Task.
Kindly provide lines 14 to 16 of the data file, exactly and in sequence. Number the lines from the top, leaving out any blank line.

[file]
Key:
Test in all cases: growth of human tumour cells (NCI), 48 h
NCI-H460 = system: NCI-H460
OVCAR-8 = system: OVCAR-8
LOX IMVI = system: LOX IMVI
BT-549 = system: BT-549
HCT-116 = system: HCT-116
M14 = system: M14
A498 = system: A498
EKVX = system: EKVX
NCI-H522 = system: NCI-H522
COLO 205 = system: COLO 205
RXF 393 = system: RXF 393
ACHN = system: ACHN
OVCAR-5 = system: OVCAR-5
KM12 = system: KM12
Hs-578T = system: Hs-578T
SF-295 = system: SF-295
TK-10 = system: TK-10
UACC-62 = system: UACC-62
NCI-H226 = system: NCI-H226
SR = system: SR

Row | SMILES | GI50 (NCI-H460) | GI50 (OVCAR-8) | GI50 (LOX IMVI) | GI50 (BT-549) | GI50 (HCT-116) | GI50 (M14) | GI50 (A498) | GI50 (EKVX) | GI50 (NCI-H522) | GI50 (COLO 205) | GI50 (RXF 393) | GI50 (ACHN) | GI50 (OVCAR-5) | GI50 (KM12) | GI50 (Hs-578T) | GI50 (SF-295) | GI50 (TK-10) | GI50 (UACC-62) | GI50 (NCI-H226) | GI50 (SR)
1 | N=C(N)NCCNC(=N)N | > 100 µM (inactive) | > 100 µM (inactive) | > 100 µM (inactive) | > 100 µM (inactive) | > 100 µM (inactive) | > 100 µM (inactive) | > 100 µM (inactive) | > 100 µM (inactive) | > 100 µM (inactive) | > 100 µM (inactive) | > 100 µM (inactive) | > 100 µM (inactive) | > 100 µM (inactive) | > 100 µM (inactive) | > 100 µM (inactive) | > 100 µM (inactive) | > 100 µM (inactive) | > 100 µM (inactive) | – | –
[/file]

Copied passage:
ACHN = system: ACHN
OVCAR-5 = system: OVCAR-5
KM12 = system: KM12